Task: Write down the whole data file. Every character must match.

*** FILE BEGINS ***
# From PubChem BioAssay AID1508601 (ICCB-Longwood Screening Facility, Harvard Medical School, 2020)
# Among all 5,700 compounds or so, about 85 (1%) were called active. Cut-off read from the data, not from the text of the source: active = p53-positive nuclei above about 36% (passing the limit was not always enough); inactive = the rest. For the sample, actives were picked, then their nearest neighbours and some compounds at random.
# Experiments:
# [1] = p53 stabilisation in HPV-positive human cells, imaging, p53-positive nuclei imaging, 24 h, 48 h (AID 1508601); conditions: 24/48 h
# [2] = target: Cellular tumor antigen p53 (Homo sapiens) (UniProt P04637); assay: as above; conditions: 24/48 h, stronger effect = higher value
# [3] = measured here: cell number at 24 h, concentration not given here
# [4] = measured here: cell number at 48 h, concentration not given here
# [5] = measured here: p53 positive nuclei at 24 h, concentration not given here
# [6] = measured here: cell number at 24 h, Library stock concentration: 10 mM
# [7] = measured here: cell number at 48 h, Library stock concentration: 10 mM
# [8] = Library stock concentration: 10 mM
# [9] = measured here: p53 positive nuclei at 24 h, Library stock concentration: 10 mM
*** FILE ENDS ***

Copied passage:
# From PubChem BioAssay AID1508601 (ICCB-Longwood Screening Facility, Harvard Medical School, 2020)
# Among all 5,700 compounds or so, about 85 (1%) were called active. Cut-off read from the data, not from the text of the source: active = p53-positive nuclei above about 36% (passing the limit was not always enough); inactive = the rest. For the sample, actives were picked, then their nearest neighbours and some compounds at random.
# Experiments:
# [1] = p53 stabilisation in HPV-positive human cells, imaging, p53-positive nuclei imaging, 24 h, 48 h (AID 1508601); conditions: 24/48 h
# [2] = target: Cellular tumor antigen p53 (Homo sapiens) (UniProt P04637); assay: as above; conditions: 24/48 h, stronger effect = higher value
# [3] = measured here: cell number at 24 h, concentration not given here
# [4] = measured here: cell number at 48 h, concentration not given here
# [5] = measured here: p53 positive nuclei at 24 h, concentration not given here
# [6] = measured here: cell number at 24 h, Library stock concentration: 10 mM
# [7] = measured here: cell number at 48 h, Library stock concentration: 10 mM
# [8] = Library stock concentration: 10 mM
# [9] = measured here: p53 positive nuclei at 24 h, Library stock concentration: 10 mM